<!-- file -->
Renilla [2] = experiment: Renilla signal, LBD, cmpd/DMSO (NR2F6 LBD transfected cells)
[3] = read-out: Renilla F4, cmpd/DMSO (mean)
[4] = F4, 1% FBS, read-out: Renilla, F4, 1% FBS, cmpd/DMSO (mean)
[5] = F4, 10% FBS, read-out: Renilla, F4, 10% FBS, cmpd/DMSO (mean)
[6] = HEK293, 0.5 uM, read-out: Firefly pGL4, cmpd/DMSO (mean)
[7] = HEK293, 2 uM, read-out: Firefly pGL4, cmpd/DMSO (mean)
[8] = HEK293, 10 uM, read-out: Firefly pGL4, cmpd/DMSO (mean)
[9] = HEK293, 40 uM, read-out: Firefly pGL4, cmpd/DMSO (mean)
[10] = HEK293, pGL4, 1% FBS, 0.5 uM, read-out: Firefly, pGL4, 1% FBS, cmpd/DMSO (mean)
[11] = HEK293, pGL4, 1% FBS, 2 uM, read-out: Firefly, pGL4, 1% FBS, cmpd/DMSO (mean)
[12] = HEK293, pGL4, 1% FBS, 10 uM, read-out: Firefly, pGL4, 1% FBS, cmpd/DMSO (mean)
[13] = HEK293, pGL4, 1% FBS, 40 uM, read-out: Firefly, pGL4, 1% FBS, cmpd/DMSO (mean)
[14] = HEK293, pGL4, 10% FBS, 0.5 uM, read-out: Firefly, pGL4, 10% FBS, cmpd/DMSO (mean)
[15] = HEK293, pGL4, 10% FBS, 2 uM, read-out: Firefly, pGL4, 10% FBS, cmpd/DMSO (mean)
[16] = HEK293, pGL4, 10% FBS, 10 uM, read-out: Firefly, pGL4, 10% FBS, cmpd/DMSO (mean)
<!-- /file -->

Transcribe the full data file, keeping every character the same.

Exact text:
Renilla [2] = experiment: Renilla signal, LBD, cmpd/DMSO (NR2F6 LBD transfected cells)
[3] = read-out: Renilla F4, cmpd/DMSO (mean)
[4] = F4, 1% FBS, read-out: Renilla, F4, 1% FBS, cmpd/DMSO (mean)
[5] = F4, 10% FBS, read-out: Renilla, F4, 10% FBS, cmpd/DMSO (mean)
[6] = HEK293, 0.5 uM, read-out: Firefly pGL4, cmpd/DMSO (mean)
[7] = HEK293, 2 uM, read-out: Firefly pGL4, cmpd/DMSO (mean)
[8] = HEK293, 10 uM, read-out: Firefly pGL4, cmpd/DMSO (mean)
[9] = HEK293, 40 uM, read-out: Firefly pGL4, cmpd/DMSO (mean)
[10] = HEK293, pGL4, 1% FBS, 0.5 uM, read-out: Firefly, pGL4, 1% FBS, cmpd/DMSO (mean)
[11] = HEK293, pGL4, 1% FBS, 2 uM, read-out: Firefly, pGL4, 1% FBS, cmpd/DMSO (mean)
[12] = HEK293, pGL4, 1% FBS, 10 uM, read-out: Firefly, pGL4, 1% FBS, cmpd/DMSO (mean)
[13] = HEK293, pGL4, 1% FBS, 40 uM, read-out: Firefly, pGL4, 1% FBS, cmpd/DMSO (mean)
[14] = HEK293, pGL4, 10% FBS, 0.5 uM, read-out: Firefly, pGL4, 10% FBS, cmpd/DMSO (mean)
[15] = HEK293, pGL4, 10% FBS, 2 uM, read-out: Firefly, pGL4, 10% FBS, cmpd/DMSO (mean)
[16] = HEK293, pGL4, 10% FBS, 10 uM, read-out: Firefly, pGL4, 10% FBS, cmpd/DMSO (mean)